December proved to be an incredibly challenging month for Anaheim thanks to the longest road trip of the season (7 games). They started out by beating the Florida Panthers, but promptly losing the next two games to Detroit and Phoenix on December 3 and December 5 respectively. After those three games, the Ducks only had two games at Honda Center from December 7 through December 28 and they started this stretch of time well by beating the Edmonton Oilers in a shootout at Rexall Place and taking a point from the Vancouver Canucks by virtue of a shootout loss at Rogers Arena. With the victory over the Oilers, the Ducks moved above the .500 mark and would not fall below that mark for the rest of the 2010–11 season. The Ducks returned home to beat the Calgary Flames 3–2 in a shootout and after three straight games being decided in the shootout, the Ducks beat the Minnesota Wild decisively 6–2. After the game against the Wild on the 12th, the Anaheim Ducks would not return to the friendly confines of Honda Center until December 31. Anaheim started out the road trip well by beating the reeling Washington Capitals (the Washington loss marked their seventh in a row of an eventual eight game skid), however, in front of the smallest crowd of the season (7,659) the Ducks fell to the lowly New York Islanders at the Nassau Coliseum. The Ducks would then lose 2 of the next 3 games only beating the Boston Bruins before heading into the small Christmas break. Back home in Southern California, the Ducks dropped the first game after Christmas to cross-town rival Los Angeles at Staples Center, but they did win the final two games of the month at Phoenix and finally back home at Honda Center over the Philadelphia Flyers. The game on December 31 against the Flyers, was originally intended to be Chris Pronger's first game at Honda Center since his trade, however, due to injuries, he was unable to play. Despite an 8–6–1 record, the Ducks were in a playoff position for most of the month of December partially thanks to the fact that they had played more games than any other Western Conference team. They were also the first in the Western Conference to reach the 41 game mark (halfway point in the season) and they got there with 44 points. This marked the team's third best first half since the lockout only behind their 62 point showing in 2006–07 and their 47 points in 2008–09.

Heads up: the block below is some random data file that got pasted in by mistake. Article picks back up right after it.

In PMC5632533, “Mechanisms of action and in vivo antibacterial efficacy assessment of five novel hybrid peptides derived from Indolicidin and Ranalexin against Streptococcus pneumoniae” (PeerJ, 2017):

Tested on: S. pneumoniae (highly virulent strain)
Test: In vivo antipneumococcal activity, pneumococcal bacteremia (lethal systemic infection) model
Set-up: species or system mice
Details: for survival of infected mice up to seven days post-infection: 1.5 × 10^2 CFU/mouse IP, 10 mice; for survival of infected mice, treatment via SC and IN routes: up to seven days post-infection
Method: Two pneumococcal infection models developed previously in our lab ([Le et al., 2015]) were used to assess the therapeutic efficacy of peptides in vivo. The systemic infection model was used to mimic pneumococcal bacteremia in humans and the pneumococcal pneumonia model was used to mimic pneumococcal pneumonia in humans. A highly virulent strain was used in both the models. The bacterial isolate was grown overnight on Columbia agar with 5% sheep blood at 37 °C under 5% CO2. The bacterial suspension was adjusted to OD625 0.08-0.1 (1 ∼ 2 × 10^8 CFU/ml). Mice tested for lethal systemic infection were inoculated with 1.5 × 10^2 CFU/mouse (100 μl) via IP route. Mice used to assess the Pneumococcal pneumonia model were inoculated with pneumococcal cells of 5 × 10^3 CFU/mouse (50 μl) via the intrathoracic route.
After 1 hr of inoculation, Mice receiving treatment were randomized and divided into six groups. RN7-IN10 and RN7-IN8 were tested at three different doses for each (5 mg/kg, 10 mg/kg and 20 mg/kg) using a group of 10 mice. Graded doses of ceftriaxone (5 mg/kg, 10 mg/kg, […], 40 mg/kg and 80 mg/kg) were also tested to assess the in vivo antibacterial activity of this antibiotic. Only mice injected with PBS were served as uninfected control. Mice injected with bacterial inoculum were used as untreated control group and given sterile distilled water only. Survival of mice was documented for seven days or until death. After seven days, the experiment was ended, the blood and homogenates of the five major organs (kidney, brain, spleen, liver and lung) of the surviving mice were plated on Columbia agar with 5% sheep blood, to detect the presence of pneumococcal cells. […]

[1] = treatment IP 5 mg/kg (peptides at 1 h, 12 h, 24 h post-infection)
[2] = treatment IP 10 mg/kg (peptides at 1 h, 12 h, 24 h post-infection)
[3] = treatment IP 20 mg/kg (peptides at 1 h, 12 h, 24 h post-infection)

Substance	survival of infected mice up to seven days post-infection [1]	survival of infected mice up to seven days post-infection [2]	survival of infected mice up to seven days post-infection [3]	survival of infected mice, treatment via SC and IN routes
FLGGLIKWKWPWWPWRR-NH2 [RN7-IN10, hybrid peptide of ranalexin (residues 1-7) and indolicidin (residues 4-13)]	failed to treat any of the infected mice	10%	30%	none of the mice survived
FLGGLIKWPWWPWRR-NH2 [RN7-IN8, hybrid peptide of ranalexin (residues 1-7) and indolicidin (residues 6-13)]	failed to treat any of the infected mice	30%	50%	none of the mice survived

The Ducks went on a roll in the month of January winning 8 of 11 games. Throughout the month, however, all of Anaheim's wins were very close games with the Ducks winning by only one goal with the exception of the 6–0 victory over Columbus on January 7. Anaheim was on a long homestand during the first half of the month and started with a 1–1 record in the new year by defeating the defending champion Blackhawks and falling to the Nashville Predators in front of the smallest home crowd of the season (a mere 12,216). After that loss, they took advantage of home ice by taking down the Blue Jackets, rival Sharks, and Blues. Anaheim then fell to the Phoenix Coyotes in a short one game road trip to the desert but then came home to defeat the Edmonton Oilers on January 16 in their final home game until after the All-Star Game. Heading out on the road, the Ducks were to face the Ottawa Senators, Toronto Maple Leafs, Montreal Canadiens, and Columbus Blue Jackets. Overall, Anaheim had a very good road trip only falling to Toronto. The game against the Leafs was significant because if was the first time former Ducks netminder (and Ducks starter in the 2003 and 2007 finals) J.S. Giguere would face his old team. Giguere got the best of Anaheim by posting a 5–2 victory. The game at Montreal was also significant because it was Ducks centerman Saku Koivu's first time playing at the Bell Centre since he signed with Anaheim prior to the 2009–10 season. The Canadien faithful gave Koivu an incredibly warm welcome, but in the end, the patrons at the Bell Centre were not pleased with the final result as Anaheim skated away with a 4–3 shootout victory. Going into the All-Star Game, the Ducks had 60 points, enough to be in the top 8 and were honored to send 3 players to the festivities in Raleigh, NC. Ducks winger Corey Perry was selected alongside goaltender Jonas Hiller (the only goaltender from the Western Conference) to participate in the game. Rookie defenseman Cam Fowler also attended, but he (along with many other rookies) were only there to compete in the skills tournament.